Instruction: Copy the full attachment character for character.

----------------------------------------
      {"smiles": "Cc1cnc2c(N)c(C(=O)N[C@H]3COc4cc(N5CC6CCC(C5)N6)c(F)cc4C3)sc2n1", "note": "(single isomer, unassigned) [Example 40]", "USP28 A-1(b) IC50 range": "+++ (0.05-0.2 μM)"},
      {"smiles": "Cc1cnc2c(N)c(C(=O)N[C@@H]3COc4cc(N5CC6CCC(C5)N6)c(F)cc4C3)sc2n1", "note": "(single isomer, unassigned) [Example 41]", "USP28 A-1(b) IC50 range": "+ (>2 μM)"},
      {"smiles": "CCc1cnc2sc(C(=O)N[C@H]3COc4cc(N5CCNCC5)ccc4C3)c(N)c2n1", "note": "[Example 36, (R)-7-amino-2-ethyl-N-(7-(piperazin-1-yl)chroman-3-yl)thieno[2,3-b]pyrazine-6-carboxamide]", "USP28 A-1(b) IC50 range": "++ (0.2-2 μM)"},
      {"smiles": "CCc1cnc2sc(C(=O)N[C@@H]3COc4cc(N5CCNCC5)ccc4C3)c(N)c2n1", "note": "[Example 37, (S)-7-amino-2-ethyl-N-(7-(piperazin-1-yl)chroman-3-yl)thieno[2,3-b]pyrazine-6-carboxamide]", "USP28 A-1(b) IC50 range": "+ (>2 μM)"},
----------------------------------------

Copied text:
      {"smiles": "Cc1cnc2c(N)c(C(=O)N[C@H]3COc4cc(N5CC6CCC(C5)N6)c(F)cc4C3)sc2n1", "note": "(single isomer, unassigned) [Example 40]", "USP28 A-1(b) IC50 range": "+++ (0.05-0.2 μM)"},
      {"smiles": "Cc1cnc2c(N)c(C(=O)N[C@@H]3COc4cc(N5CC6CCC(C5)N6)c(F)cc4C3)sc2n1", "note": "(single isomer, unassigned) [Example 41]", "USP28 A-1(b) IC50 range": "+ (>2 μM)"},
      {"smiles": "CCc1cnc2sc(C(=O)N[C@H]3COc4cc(N5CCNCC5)ccc4C3)c(N)c2n1", "note": "[Example 36, (R)-7-amino-2-ethyl-N-(7-(piperazin-1-yl)chroman-3-yl)thieno[2,3-b]pyrazine-6-carboxamide]", "USP28 A-1(b) IC50 range": "++ (0.2-2 μM)"},
      {"smiles": "CCc1cnc2sc(C(=O)N[C@@H]3COc4cc(N5CCNCC5)ccc4C3)c(N)c2n1", "note": "[Example 37, (S)-7-amino-2-ethyl-N-(7-(piperazin-1-yl)chroman-3-yl)thieno[2,3-b]pyrazine-6-carboxamide]", "USP28 A-1(b) IC50 range": "+ (>2 μM)"},